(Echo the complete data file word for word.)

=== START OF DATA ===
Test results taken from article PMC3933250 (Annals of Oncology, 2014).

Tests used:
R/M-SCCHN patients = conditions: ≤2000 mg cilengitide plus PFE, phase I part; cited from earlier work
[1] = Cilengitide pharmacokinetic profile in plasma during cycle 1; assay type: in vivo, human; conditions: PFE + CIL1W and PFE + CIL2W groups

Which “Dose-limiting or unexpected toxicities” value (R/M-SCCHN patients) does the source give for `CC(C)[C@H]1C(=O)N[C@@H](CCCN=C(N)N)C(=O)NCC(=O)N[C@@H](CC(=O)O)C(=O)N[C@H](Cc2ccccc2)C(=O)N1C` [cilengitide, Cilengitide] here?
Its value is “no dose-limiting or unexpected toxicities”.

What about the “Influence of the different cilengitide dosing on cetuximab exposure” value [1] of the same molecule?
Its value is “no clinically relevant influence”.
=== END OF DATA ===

Test results taken from article PMC3933250 (Annals of Oncology, 2014).

Tests used:
R/M-SCCHN patients = conditions: ≤2000 mg cilengitide plus PFE, phase I part; cited from earlier work
[1] = Cilengitide pharmacokinetic profile in plasma during cycle 1; assay type: in vivo, human; conditions: PFE + CIL1W and PFE + CIL2W groups

Which “Dose-limiting or unexpected toxicities” value (R/M-SCCHN patients) does the source give for `CC(C)[C@H]1C(=O)N[C@@H](CCCN=C(N)N)C(=O)NCC(=O)N[C@@H](CC(=O)O)C(=O)N[C@H](Cc2ccccc2)C(=O)N1C` [cilengitide, Cilengitide] here?
Its value is “no dose-limiting or unexpected toxicities”.

What about the “Influence of the different cilengitide dosing on cetuximab exposure” value [1] of the same molecule?
Its value is “no clinically relevant influence”.